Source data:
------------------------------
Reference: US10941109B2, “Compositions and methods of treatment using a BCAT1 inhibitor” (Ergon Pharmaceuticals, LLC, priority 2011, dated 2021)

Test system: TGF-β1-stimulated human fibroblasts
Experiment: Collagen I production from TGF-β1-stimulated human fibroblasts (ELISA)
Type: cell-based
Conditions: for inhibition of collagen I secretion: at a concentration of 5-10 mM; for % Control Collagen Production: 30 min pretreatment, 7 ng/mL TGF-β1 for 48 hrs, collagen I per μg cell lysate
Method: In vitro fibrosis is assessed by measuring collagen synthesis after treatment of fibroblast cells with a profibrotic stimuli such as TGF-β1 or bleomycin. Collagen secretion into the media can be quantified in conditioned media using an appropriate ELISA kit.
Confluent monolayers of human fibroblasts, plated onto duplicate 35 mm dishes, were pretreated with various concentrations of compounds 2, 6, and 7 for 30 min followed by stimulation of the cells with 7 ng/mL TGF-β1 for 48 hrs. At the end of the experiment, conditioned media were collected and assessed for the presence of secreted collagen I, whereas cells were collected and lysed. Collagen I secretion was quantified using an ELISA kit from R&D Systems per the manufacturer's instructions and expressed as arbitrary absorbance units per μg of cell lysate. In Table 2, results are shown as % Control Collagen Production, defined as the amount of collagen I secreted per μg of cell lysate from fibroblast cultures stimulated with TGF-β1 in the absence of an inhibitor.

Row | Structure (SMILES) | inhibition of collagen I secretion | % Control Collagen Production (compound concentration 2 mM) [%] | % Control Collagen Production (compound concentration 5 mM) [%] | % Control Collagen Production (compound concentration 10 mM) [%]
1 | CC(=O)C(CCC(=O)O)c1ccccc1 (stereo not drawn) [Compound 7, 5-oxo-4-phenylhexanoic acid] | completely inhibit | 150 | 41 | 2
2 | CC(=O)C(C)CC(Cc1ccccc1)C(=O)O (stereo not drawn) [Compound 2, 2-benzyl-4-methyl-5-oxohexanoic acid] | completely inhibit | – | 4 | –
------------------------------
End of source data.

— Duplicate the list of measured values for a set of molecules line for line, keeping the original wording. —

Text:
Reference: US10941109B2, “Compositions and methods of treatment using a BCAT1 inhibitor” (Ergon Pharmaceuticals, LLC, priority 2011, dated 2021)

Test system: TGF-β1-stimulated human fibroblasts
Experiment: Collagen I production from TGF-β1-stimulated human fibroblasts (ELISA)
Type: cell-based
Conditions: for inhibition of collagen I secretion: at a concentration of 5-10 mM; for % Control Collagen Production: 30 min pretreatment, 7 ng/mL TGF-β1 for 48 hrs, collagen I per μg cell lysate
Method: In vitro fibrosis is assessed by measuring collagen synthesis after treatment of fibroblast cells with a profibrotic stimuli such as TGF-β1 or bleomycin. Collagen secretion into the media can be quantified in conditioned media using an appropriate ELISA kit.
Confluent monolayers of human fibroblasts, plated onto duplicate 35 mm dishes, were pretreated with various concentrations of compounds 2, 6, and 7 for 30 min followed by stimulation of the cells with 7 ng/mL TGF-β1 for 48 hrs. At the end of the experiment, conditioned media were collected and assessed for the presence of secreted collagen I, whereas cells were collected and lysed. Collagen I secretion was quantified using an ELISA kit from R&D Systems per the manufacturer's instructions and expressed as arbitrary absorbance units per μg of cell lysate. In Table 2, results are shown as % Control Collagen Production, defined as the amount of collagen I secreted per μg of cell lysate from fibroblast cultures stimulated with TGF-β1 in the absence of an inhibitor.

Row | Structure (SMILES) | inhibition of collagen I secretion | % Control Collagen Production (compound concentration 2 mM) [%] | % Control Collagen Production (compound concentration 5 mM) [%] | % Control Collagen Production (compound concentration 10 mM) [%]
1 | CC(=O)C(CCC(=O)O)c1ccccc1 (stereo not drawn) [Compound 7, 5-oxo-4-phenylhexanoic acid] | completely inhibit | 150 | 41 | 2
2 | CC(=O)C(C)CC(Cc1ccccc1)C(=O)O (stereo not drawn) [Compound 2, 2-benzyl-4-methyl-5-oxohexanoic acid] | completely inhibit | – | 4 | –